The Japanese yen has fallen precipitously since mid-December, depreciating about 11% against the euro and 15% against the U.S. dollar. Many equity investors likely pay little attention to the day-to-day moves in the currency markets, but when a currency shifts in value as quickly as the yen, it can have detrimental effects on individual stocks and ETFs.
Ford Motor Company (NYSE:F), General Motors Company (NYSE:GM) and Caterpillar Inc. (NYSE:CAT) could all suffer at the hands of the falling yen, while country specific ETFs like iShares’ German and South Korean funds could be pressured as well.
Japan’s new government has pushed for a weak yen Japan has suffered under a deflationary economic environment for roughly two decades, as asset valuations have languished, never coming close to the levels seen in the late 1980s.
Newly elected Prime Minister Shinzo Abe believes that by pursuing aggressive monetary stimulus, Japan’s economy can escape the trap of deflation once and for all. This was the policy recommended by famed economist Milton Friedman in the late 1990s.
Because of its limited natural resources, Japan remains dependent on its exports of high tech goods -- electronics, automobiles, and machinery. These goods, when priced in a weaker yen, appear to be cheaper to foreign buyers, thus increasing their demand. This effect could work to the detriment of companies that compete against Japanese exporters.
The American auto renaissance might be short-lived General Motors Company (NYSE:GM) needed a bailout to survive the financial crisis, but the company now looks stronger than ever. Major investors like Warren Buffett and David Einhorn have gotten behind the automaker, and shares have rallied nearly 25% in the last six months.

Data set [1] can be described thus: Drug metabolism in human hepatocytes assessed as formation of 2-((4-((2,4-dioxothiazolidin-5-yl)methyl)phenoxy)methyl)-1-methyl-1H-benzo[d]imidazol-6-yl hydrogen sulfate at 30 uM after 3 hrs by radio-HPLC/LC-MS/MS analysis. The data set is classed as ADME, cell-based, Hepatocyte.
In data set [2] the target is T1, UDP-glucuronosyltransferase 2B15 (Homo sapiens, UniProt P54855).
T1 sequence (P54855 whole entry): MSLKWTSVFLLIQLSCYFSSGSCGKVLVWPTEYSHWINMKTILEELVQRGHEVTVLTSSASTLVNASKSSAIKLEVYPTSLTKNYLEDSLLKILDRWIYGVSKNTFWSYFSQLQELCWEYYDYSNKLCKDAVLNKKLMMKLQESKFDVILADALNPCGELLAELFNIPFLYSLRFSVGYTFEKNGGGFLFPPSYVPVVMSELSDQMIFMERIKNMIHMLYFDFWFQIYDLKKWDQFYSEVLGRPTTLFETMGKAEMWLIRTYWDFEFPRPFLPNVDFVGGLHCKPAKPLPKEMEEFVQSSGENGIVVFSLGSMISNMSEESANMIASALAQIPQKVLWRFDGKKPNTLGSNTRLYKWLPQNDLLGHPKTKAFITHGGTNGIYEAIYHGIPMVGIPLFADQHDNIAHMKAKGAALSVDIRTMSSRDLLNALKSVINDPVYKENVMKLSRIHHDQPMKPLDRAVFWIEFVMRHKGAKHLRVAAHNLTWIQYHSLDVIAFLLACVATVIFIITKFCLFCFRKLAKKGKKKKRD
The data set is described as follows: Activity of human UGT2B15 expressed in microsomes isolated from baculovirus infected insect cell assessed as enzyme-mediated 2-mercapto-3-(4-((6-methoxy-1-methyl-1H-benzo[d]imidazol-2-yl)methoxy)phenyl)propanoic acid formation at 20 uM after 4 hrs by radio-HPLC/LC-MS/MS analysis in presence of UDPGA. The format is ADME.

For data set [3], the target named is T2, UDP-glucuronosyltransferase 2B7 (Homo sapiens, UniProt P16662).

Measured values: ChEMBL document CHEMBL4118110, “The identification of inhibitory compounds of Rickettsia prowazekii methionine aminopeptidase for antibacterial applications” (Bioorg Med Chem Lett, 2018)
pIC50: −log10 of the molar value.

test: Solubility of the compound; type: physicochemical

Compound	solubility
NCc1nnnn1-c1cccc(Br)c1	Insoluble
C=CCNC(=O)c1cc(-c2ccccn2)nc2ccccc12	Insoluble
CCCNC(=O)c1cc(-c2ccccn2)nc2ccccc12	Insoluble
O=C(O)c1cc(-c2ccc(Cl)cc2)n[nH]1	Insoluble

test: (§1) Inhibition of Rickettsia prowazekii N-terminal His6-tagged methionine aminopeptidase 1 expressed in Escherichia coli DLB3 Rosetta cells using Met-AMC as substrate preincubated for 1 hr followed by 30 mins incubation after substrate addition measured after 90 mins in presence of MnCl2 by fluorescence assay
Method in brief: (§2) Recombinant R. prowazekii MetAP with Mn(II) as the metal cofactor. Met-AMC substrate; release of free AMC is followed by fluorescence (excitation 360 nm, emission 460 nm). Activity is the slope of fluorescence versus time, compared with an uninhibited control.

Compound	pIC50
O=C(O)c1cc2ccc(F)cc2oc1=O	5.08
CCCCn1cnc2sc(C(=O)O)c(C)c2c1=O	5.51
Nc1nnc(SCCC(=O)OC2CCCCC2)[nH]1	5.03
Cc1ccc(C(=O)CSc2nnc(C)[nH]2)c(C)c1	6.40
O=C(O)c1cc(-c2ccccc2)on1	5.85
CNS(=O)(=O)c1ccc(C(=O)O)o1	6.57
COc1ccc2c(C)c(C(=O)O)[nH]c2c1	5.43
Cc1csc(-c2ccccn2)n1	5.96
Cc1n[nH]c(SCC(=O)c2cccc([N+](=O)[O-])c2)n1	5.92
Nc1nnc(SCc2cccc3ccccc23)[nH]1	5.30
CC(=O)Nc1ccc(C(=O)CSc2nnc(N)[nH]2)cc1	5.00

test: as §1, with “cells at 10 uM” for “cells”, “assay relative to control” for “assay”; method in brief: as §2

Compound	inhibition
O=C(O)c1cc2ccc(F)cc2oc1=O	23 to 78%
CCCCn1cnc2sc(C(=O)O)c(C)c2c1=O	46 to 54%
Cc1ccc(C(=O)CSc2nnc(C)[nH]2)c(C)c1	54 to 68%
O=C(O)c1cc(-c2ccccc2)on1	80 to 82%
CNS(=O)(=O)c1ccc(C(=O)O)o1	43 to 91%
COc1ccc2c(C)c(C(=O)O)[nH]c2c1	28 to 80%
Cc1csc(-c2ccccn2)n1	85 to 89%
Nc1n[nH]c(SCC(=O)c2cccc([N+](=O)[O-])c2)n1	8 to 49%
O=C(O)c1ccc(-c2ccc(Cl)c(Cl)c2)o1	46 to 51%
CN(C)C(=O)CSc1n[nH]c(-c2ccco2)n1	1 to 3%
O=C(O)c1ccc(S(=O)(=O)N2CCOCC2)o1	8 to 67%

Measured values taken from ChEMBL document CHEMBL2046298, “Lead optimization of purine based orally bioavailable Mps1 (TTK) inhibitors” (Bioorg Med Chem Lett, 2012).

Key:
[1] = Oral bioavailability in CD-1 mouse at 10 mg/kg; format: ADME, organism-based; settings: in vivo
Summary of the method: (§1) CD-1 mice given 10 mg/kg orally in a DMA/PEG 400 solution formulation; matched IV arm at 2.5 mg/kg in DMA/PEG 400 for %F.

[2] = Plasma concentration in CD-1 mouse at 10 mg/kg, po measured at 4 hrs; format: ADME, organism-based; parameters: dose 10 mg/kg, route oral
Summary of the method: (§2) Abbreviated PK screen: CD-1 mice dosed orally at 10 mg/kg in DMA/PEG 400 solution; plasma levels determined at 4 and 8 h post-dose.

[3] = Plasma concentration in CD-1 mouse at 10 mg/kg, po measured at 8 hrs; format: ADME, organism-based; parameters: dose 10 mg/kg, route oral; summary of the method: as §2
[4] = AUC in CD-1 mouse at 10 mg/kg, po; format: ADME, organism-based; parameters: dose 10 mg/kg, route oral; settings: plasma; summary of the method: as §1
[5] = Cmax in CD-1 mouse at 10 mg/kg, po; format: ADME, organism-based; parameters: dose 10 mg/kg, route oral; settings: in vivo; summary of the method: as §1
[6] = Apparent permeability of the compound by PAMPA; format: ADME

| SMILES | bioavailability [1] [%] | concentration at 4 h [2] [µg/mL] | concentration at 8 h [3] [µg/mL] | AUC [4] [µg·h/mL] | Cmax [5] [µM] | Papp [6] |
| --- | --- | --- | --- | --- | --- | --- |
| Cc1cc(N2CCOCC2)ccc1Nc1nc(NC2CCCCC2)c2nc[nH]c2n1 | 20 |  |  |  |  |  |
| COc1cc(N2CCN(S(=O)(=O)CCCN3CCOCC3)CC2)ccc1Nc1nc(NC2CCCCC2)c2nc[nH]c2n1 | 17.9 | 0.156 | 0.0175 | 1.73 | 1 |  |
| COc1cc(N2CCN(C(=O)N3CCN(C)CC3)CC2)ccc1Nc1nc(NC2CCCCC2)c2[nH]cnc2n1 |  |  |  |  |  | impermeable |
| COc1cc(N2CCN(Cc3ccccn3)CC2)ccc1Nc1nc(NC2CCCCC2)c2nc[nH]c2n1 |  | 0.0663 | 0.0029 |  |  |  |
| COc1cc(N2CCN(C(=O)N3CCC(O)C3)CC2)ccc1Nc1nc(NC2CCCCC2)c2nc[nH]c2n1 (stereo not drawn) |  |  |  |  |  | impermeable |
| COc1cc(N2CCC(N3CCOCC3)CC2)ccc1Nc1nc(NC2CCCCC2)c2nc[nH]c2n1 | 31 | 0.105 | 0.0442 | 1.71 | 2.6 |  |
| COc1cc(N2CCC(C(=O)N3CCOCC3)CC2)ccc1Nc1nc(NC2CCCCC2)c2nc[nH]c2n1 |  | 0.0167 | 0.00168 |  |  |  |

For its part, Ford Motor Company (NYSE:F) was able to make it through the crisis without requiring a bailout. Its shares are up almost 30% in the last six months.
But both companies might see renewed competition from their Japanese rivals Honda, Toyota, Nissan and Subaru. A weaker yen could allow Japanese car companies to slash prices, stealing customers from domestic automakers. If the domestics opt to lower their own prices, it could compress margins. Either way, it wouldn’t be good for shareholders.
Caterpillar’s biggest rival is Japan’s Komatsu Caterpillar Inc. (NYSE:CAT) is the world’s largest maker of construction and mining equipment. But the second largest maker is Komatsu, a Japanese company.
Just like the Japanese automakers gaining an edge over their domestic rivals, Komatsu could gain an edge over Caterpillar. However, it is important to note that -- as Doug MacDougall of The Street points out -- Caterpillar is an active currency hedger, using futures contracts to mitigate its risk to fluctuations in the U.S. dollar.
Still, Komatsu getting a currency tailwind is certainly no help to Caterpillar.